• Children of Divorce: Easing Their Pain

    image Andrea B. was four years old when her parents divorced.
    "I remember feeling scared and uncertain and helpless, like my world was falling apart," she says. Neither of her parents explained the break-up to Andrea, who was first plagued by nightmares, then by guilt. "As much as my head might tell me my parents' divorce wasn't my fault, deep-down, I felt like it was," she says.
    Andrea kept in contact with her father but lived with her mother. She initially overcompensated for her loss by becoming a super-responsible perfectionist, "partially because of an unconscious fear that if I wasn't good enough perhaps my mother would leave me, too," she explains. As Andrea grew older, she overcame most of her fears, yet she still battles shyness and the deeply rooted belief that her father left because something was wrong with her.

    Creating a Long-Lasting Impact

    Research suggests Andrea's response to her parents' divorce is not uncommon. In The Unexpected Legacy of Divorce, psychologist Judith Wallerstein and colleagues offer surprising and controversial conclusions that even seemingly well-adjusted children of divorce can suffer from its impact long after childhood.
    "Parents need to know what a radical change divorce brings to their kids no matter how carefully they plan," says Julia Lewis, PhD, one of the book's authors. The authors' 25-year study of 93 children concludes that when parents divorce, children are more likely to grow up with continued fears of loss, change, conflict, betrayal, and loneliness. Even those who had no obvious problems with grades, friends, or inappropriate displays of aggression faced emotional after-effects during adulthood, Dr. Lewis says.

    Communicating With Your Kids

    Experts say that how parents communicate with their children about the divorce and the impending changes in the family can be as challenging as it is essential, and they recommend the following ways of easing the transition:

    Tell the Truth

    Many parents find it easier to avoid talking about the divorce completely, while others fabricate stories to appease their children for the short-term, but a child's future sense of trust in relationships hangs in the balance. "Rule number one is avoid telling your children something you're going to have to reverse in three months or three years," says Jennifer Lewis, MD, pediatrician and co-author of Don't Divorce Your Children. "You don't have to tell your child the whole truth," she adds. "You can add things as your child grows and can understand more."

    Avoid Blanket Reassurances

    Parents who try to assure their children with comments like "everything will be fine" or "you'll be able to see Daddy whenever you want" may put their children's sense of trust at risk.

    Listen to More Than Just Words

    "Parents have to find a way to understand what's being communicated through their child's behavior," says Neil Talkoff, PhD, director of child and family psychology training at California Pacific Medical Center in San Francisco. That means looking carefully for any repeated variations out of their normal range of behavior, but not interpreting every temper tantrum as a sign of emotional scarring from the divorce. Toddlers may regress or become more needy and clingy. School-aged children may get lower grades or act out aggressively in anger. Teens may experiment with drugs, sex, or gangs to feel like they belong. Dr. Talkoff adds that children who show no signs of change should also be carefully observed.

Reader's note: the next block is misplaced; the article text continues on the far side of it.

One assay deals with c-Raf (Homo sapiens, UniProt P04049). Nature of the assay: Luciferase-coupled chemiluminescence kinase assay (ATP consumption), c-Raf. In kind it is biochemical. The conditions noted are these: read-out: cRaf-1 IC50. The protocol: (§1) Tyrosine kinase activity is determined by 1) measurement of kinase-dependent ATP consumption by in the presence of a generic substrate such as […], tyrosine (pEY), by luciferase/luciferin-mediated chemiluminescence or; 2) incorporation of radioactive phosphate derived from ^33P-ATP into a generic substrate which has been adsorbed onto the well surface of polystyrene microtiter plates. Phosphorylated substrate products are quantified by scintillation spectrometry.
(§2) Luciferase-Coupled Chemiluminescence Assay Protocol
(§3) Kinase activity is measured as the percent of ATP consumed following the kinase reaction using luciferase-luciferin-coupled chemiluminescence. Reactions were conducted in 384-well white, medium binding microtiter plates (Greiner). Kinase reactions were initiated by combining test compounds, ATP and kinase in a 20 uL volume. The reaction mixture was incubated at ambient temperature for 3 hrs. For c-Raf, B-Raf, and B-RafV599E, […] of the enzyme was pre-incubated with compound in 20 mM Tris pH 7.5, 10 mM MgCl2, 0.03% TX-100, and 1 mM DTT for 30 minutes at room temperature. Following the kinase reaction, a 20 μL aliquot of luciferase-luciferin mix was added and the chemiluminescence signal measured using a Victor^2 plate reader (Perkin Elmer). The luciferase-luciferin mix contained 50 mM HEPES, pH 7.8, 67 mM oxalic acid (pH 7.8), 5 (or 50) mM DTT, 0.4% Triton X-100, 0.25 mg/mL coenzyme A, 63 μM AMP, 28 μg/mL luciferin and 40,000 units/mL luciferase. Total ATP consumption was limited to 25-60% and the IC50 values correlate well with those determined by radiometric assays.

Get Help When Needed

    There are many resources available for divorced parents and their children—from classes to support groups to therapists. If parents suspect their children may not be adjusting well to life after divorce, Dr. Talkoff recommends they consider getting professional help, like counseling.

    Putting the Children First

    If you are getting divorced, it is important to put your children first in the following ways:
    • Remain active, involved parents.
    • Talk to each other about what you do and do not want for your children before discussing issues with them.
    • Create a reasonable, workable schedule for custody or visitation.
    • Keep any negative opinions about each other private.
    • Allow your children the freedom to love you both.
    • Avoid putting unnecessary responsibilities on the children.
    • Plan for current and future child-rearing expenses.
    In short, Dr. Talkoff says, "Parents still need to be parents, working together."

    Parenting After the Divorce

    Despite the challenges of successful co-parenting, Dr. Jennifer Lewis sees many divorced parents who she believes handle their parenting roles well. She maintains that strong bonds can grow as long as parents give their children some sense of control over their futures through honest talk and careful listening.
    Andrea, now a divorced mom with a two-year-old son of her own, knows that while the effects of her parents' divorce will always stay with her, so will the resilience that helped her grow beyond its impact. She hopes to pass that strength on to her son and that her own experience will help her meet his needs with openness, honesty, and love.

    RESOURCES

    American Academy of Child and Adolescent Psychiatry http://www.aacap.org/

    Kids Health http://kidshealth.org/

    CANADIAN RESOURCES

    Health Canada http://www.hc-sc.gc.ca/index%5Fe.html/

    Public Health Agency of Canada http://www.phac-aspc.gc.ca/

    References

    Lewis JM, Sammons W. Don't Divorce Your Children. Lincolnwood, IL: Contemporary Books; 1999.

    Wallerstein JS, Lewis JM, Blakeslee S. The Unexpected Legacy of Divorce. New York, NY: Hyperion; 2000.

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